For five and a half years, Pete Souza was the official White House photographer during the Reagan Administration. His intimate access to the President provided him with an ability to produce pictures that captured authentic expressions through which real stories can be told. Now, as the Chicago Tribune’s national photographer based in Washington, he struggles to deliver a photograph that he can truly say captures the authentic expression of the current President.

“In a lot of ways I think that I was more a journalist covering Reagan, as an employee of the government, than I was covering Clinton as a newspaper photographer for the Chicago Tribune,” said Pete Souza. “I felt when I covered Reagan I did it journalistically and presented the right photographs of him. With Clinton, I really don’t know if I did a journalistic job or not.”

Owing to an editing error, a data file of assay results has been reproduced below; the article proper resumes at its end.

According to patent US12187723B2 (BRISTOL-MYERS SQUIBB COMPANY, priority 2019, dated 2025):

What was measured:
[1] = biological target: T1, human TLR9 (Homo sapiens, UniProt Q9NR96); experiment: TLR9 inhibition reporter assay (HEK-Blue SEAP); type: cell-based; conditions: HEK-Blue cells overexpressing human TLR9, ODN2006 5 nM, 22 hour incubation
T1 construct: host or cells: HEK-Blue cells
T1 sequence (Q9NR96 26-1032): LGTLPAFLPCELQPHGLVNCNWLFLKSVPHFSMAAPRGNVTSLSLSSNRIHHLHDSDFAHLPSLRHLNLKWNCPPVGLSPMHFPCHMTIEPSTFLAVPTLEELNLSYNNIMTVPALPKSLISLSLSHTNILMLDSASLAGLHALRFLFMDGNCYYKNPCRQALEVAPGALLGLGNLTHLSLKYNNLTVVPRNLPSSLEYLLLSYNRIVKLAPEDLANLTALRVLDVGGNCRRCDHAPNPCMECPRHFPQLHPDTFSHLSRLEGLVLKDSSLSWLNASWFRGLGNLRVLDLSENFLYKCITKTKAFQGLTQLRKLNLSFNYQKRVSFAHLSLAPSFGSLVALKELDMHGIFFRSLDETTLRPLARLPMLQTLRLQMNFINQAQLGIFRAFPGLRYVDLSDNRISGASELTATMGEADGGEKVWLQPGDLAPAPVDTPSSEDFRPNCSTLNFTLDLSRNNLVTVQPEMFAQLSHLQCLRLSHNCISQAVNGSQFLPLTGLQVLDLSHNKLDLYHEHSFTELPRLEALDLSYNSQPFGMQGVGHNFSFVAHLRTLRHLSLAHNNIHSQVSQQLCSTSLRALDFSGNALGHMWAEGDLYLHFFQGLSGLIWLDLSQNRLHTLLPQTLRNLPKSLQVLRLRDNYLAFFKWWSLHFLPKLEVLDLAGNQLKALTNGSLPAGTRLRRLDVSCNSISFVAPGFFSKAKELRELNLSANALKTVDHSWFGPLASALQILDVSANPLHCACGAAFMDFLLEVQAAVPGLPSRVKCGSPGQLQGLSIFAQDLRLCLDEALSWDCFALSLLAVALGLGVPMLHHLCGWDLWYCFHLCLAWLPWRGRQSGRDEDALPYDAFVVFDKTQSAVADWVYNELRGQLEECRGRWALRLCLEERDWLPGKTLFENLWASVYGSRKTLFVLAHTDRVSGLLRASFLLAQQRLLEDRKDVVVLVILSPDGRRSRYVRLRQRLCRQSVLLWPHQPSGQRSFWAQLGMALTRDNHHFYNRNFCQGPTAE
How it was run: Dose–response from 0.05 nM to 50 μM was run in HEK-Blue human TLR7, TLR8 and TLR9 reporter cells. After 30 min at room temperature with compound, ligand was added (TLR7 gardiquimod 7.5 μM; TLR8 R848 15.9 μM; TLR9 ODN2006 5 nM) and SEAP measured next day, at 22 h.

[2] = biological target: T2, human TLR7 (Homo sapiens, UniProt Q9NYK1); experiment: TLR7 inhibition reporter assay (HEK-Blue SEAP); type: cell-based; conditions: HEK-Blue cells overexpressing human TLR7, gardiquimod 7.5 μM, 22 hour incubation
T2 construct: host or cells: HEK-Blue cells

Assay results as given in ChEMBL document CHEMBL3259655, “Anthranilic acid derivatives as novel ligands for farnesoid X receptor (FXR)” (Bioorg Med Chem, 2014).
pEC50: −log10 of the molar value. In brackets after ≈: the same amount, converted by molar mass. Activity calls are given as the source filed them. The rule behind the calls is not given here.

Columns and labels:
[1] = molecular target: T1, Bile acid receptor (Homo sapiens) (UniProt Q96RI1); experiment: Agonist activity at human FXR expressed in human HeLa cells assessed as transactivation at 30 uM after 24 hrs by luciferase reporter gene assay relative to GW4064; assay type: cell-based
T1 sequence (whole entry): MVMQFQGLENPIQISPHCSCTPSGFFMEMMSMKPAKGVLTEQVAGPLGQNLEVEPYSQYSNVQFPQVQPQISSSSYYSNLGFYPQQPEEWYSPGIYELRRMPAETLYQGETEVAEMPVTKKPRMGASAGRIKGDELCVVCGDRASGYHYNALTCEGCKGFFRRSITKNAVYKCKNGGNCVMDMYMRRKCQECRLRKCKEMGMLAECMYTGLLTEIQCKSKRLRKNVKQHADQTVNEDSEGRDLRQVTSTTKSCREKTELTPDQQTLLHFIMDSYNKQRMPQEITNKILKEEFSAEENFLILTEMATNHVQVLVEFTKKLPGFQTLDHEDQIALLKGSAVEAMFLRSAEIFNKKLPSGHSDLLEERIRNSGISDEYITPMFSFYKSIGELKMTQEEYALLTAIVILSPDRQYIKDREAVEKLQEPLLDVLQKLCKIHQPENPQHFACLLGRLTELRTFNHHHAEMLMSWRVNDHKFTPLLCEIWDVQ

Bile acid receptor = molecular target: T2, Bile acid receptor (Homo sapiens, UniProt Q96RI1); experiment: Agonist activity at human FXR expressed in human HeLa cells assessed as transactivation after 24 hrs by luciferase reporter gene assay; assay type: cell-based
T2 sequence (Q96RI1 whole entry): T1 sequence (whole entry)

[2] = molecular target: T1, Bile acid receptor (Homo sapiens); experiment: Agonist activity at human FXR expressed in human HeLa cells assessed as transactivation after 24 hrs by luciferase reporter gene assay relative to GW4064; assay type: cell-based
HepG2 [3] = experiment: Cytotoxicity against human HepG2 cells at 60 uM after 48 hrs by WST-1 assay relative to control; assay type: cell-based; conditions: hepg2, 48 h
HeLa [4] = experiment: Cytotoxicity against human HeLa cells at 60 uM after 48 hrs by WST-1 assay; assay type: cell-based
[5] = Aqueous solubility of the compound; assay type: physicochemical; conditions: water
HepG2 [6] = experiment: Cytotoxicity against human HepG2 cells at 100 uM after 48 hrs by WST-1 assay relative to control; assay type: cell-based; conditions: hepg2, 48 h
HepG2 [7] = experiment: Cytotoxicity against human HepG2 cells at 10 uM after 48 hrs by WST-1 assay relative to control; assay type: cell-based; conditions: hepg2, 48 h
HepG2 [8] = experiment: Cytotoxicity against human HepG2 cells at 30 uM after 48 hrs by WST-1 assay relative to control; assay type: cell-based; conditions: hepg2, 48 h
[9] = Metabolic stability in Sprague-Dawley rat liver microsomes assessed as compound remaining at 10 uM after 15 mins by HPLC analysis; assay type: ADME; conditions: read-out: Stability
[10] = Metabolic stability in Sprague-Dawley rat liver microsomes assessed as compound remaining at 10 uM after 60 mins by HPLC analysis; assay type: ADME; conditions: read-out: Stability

“I am going to show you two photos that were taken 30 minutes apart. This is the Tower Commission presenting their report to President Reagan, and there are 10 people in the Cabinet Room and me. You talk about being a fly on the wall. That’s what I was. I swear to God, when I pushed the shutter button it was like a cannon going off. This is the moment when John Tower is telling Reagan, ‘Our commission has concluded that it was an arms for hostages deal.’ This is a real picture. I’m a government employee.”

“The second photo is what the press got. Now this is the difference between having access and not having access. And I will argue that this first one is a photojournalistic picture, even though I was a government employee. And this one is not.”

“With Clinton, he’s a guy on stage. This is the way I look at it. He could show you five different faces during any one appearance. I transmit my photos digitally to Chicago every day, and the most difficult thing I do is figure out which one to send because I don’t know which one is the true moment. I can make him look anyway you want to match a story of the day. Do you send the pensive look? Which look do you send?

“Towards the end of the year, when it looked like he was going to get impeached, he sort of changed his game face. When he appeared publicly it was more showing that his staff is behind him. It’s the happy face, kind of a little smirk, almost. But whether it’s a true moment, I don’t know. It’s so hard to tell.”

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